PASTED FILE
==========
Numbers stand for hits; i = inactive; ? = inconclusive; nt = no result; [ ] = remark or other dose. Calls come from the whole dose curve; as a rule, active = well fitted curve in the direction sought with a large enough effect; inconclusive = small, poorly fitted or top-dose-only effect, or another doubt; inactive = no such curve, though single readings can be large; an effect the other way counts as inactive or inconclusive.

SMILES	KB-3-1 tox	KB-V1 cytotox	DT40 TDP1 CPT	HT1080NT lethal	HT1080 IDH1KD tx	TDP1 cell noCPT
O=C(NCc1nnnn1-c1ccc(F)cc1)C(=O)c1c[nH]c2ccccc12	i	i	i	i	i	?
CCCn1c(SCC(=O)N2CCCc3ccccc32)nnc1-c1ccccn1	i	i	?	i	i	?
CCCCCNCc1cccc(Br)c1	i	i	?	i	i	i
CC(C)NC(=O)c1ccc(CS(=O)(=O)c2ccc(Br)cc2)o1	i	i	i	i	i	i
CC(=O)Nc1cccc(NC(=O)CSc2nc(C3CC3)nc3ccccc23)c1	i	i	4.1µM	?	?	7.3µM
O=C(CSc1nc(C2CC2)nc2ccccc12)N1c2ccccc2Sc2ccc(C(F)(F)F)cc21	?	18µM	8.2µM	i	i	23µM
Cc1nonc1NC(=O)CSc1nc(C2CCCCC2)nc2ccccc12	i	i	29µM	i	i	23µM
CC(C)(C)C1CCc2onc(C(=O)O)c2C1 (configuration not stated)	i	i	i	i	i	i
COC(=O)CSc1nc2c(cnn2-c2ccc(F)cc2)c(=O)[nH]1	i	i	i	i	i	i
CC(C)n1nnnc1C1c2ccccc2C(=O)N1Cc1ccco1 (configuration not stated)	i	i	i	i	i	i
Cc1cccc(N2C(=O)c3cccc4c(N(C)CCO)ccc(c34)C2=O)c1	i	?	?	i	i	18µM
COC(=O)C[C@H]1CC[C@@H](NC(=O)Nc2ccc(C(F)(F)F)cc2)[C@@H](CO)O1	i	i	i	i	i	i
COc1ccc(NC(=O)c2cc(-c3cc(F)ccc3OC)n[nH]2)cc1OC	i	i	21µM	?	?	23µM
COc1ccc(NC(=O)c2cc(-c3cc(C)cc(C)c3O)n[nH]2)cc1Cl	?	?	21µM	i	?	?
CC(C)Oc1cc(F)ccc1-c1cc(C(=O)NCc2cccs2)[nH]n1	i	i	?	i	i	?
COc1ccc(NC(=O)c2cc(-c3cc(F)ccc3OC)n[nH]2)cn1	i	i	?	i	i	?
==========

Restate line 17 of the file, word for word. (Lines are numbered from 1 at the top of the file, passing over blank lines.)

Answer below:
CC(C)Oc1cc(F)ccc1-c1cc(C(=O)NCc2cccs2)[nH]n1	i	i	?	i	i	?